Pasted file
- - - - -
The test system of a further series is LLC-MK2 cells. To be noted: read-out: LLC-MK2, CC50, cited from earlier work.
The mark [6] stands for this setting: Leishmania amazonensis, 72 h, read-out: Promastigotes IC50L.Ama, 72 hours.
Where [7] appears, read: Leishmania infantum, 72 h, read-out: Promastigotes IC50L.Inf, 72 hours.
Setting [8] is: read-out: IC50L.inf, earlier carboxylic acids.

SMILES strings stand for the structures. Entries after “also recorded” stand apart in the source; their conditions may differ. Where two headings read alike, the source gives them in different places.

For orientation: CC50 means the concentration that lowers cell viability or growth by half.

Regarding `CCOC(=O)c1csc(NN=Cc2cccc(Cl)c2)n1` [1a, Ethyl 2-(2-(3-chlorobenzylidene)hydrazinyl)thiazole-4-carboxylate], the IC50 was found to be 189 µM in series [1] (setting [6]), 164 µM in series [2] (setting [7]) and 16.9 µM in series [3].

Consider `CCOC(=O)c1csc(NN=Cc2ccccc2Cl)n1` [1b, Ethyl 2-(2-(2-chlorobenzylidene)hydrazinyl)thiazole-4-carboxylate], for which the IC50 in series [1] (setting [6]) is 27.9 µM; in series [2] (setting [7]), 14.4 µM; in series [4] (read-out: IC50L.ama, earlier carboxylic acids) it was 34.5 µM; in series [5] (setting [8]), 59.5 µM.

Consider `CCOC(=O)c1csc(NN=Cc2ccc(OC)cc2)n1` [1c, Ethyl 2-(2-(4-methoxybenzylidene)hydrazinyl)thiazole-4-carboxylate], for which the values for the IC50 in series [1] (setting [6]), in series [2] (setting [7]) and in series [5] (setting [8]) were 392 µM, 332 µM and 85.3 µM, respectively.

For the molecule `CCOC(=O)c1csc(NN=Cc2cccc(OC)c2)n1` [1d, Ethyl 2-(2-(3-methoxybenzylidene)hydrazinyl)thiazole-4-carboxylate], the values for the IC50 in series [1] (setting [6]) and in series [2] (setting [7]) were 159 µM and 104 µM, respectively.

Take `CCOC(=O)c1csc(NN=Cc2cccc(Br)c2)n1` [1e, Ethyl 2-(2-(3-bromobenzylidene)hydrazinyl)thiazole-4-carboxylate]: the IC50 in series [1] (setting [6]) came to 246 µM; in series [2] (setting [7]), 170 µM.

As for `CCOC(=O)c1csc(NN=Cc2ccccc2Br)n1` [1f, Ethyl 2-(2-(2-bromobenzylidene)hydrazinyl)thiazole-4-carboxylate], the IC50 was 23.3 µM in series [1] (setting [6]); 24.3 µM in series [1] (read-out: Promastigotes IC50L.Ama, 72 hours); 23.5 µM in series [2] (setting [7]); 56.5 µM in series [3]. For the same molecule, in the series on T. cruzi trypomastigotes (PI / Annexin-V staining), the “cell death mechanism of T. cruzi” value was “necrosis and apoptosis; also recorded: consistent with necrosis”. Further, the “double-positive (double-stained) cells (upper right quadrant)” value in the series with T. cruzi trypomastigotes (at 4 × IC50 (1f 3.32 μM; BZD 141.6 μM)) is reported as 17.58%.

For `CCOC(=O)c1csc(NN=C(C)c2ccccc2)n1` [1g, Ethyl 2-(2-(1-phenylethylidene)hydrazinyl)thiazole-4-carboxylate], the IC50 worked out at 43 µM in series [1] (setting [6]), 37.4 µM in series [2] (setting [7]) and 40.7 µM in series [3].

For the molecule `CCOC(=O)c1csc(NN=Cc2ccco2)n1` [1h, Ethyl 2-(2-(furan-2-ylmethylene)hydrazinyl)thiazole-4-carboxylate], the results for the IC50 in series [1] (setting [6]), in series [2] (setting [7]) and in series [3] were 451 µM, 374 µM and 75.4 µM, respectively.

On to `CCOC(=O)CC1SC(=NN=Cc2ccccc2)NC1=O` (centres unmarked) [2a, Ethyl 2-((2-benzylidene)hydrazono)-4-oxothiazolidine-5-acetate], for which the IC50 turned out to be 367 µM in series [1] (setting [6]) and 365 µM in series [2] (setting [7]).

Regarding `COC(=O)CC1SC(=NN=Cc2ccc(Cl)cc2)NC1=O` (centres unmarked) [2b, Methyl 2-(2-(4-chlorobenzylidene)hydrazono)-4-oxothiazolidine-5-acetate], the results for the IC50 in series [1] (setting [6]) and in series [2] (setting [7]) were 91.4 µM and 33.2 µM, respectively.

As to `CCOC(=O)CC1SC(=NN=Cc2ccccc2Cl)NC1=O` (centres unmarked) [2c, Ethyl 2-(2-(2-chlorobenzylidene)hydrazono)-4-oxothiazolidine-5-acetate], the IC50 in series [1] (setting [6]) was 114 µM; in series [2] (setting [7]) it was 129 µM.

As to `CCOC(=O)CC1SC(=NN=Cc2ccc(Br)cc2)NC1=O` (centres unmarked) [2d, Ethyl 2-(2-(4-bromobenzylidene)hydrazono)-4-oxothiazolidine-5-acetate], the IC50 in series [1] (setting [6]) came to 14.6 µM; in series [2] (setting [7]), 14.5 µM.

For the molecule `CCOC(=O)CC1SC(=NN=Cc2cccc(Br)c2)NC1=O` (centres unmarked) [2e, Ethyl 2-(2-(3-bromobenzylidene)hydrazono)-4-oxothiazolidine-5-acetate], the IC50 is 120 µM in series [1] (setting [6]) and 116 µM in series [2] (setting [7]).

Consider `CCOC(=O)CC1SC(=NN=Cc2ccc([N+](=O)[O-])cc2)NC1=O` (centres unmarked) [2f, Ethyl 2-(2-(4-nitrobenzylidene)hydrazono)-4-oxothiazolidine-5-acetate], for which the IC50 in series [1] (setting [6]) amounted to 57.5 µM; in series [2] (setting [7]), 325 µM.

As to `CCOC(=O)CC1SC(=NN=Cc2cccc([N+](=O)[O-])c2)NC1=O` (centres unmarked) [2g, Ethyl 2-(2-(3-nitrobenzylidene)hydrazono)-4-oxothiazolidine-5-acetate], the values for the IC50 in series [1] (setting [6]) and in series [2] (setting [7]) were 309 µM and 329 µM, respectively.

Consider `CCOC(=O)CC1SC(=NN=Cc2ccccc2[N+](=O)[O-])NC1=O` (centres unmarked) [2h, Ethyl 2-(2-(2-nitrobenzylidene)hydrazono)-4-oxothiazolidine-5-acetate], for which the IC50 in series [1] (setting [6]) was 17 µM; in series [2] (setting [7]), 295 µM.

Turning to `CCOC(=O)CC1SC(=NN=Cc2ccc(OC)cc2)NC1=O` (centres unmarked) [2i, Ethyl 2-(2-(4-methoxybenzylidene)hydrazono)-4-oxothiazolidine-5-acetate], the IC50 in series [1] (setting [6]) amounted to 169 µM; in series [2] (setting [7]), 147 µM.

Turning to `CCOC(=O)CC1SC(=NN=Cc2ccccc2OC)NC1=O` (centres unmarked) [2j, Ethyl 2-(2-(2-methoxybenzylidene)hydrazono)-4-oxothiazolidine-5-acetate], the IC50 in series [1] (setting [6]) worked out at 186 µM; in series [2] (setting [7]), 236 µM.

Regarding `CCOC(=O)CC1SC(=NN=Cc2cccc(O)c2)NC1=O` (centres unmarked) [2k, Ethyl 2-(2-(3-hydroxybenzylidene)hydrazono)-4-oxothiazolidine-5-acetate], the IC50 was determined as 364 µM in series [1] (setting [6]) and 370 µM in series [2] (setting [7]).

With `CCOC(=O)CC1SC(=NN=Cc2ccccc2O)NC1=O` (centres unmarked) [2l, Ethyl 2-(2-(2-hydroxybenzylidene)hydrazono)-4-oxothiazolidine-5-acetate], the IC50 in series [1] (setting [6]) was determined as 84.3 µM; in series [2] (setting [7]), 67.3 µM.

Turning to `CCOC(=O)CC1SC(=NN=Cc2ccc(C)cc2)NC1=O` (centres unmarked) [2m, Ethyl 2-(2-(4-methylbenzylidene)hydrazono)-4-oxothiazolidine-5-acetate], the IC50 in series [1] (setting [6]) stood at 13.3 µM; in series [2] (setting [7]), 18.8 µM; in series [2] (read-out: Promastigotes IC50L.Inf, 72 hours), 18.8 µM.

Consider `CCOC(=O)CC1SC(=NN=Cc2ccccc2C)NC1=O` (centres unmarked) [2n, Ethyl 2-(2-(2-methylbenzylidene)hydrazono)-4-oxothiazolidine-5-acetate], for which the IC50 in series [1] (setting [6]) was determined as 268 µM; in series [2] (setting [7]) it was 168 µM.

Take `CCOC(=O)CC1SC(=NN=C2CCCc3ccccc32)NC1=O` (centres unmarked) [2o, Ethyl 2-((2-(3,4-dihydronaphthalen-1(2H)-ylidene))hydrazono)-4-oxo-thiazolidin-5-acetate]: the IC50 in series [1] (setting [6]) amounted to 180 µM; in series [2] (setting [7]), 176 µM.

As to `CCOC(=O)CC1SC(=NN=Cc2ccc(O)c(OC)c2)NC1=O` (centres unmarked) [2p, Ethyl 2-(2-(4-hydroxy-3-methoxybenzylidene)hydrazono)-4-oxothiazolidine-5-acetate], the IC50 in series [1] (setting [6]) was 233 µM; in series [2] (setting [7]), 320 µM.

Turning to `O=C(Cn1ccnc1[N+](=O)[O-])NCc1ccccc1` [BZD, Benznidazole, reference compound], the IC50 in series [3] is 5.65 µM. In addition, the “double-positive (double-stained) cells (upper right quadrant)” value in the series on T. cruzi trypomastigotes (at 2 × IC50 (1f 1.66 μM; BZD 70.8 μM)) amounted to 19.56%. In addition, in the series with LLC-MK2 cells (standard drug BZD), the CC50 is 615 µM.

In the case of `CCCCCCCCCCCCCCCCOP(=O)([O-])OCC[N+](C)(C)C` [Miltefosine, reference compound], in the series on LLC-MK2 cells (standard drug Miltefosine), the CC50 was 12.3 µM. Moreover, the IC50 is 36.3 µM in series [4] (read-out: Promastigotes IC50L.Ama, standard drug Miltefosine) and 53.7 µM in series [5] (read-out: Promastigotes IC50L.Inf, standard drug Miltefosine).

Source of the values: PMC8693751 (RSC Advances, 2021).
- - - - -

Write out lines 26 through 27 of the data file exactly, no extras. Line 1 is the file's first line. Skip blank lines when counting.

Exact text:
With `CCOC(=O)CC1SC(=NN=Cc2ccccc2O)NC1=O` (centres unmarked) [2l, Ethyl 2-(2-(2-hydroxybenzylidene)hydrazono)-4-oxothiazolidine-5-acetate], the IC50 in series [1] (setting [6]) was determined as 84.3 µM; in series [2] (setting [7]), 67.3 µM.

Turning to `CCOC(=O)CC1SC(=NN=Cc2ccc(C)cc2)NC1=O` (centres unmarked) [2m, Ethyl 2-(2-(4-methylbenzylidene)hydrazono)-4-oxothiazolidine-5-acetate], the IC50 in series [1] (setting [6]) stood at 13.3 µM; in series [2] (setting [7]), 18.8 µM; in series [2] (read-out: Promastigotes IC50L.Inf, 72 hours), 18.8 µM.